Methodologies Examined: Danielle Oosthuizen
The image above shows the process of capturing the movement of the mosquito larvea that was layered in the footage of the video artwork. This was achieved by placing a phone camera directly over the microscope to capture and record the Anopheles Mosquito Larvea. The same process was followed when recording other microscopic activity such as cell division etc, that can be seen in the video artworks. Many of the visual effects seen in the video art piece also originated from the process of sterilising a petri dish with bleach. The flow of the liquid aptured from under the microscope makes for a very interesting visual effect that can be manipulated to achieve the outcome as seen in the video art pieces. The bleach also presents a compelling conceptual story for the video artworks. Bleach is used to wipe clean, and sterilise. This process of strilisation interstingly reflects the larger history and struggles with malaria carrying mosquitos. A cycle of wiping out the critters, just for them to return a few years later, newly eveolved to overcome the current malaria control strategies.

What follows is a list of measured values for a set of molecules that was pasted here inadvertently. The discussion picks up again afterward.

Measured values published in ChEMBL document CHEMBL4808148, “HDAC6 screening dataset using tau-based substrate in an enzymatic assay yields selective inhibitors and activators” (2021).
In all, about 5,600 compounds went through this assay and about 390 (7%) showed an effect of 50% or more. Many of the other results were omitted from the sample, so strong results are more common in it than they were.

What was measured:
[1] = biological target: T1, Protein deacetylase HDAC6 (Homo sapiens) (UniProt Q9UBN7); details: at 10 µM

This image was taken at the University of Pretoria insectary while recording the mosquitos for an upcoming multichannel sound installation artwork. Present in the image are my current collaborators, Dr Megan Ridden from the University of Pretoria Institute for Sustainable Malaria Control, and Dr Miles Warrington, from the University of Pretoria School of Music. The recordings were done by placing a highly sensitive microphone into the mosquito box. The microphone was lined with sugar water to attract the mosquitos. After the setup was complete, the room was evacuated and left in darkness to stimulate the most flight out of the mosquitos. The raw mosquito sounds are in the process of digital extraction for the purpose of transforming it into a musical composition.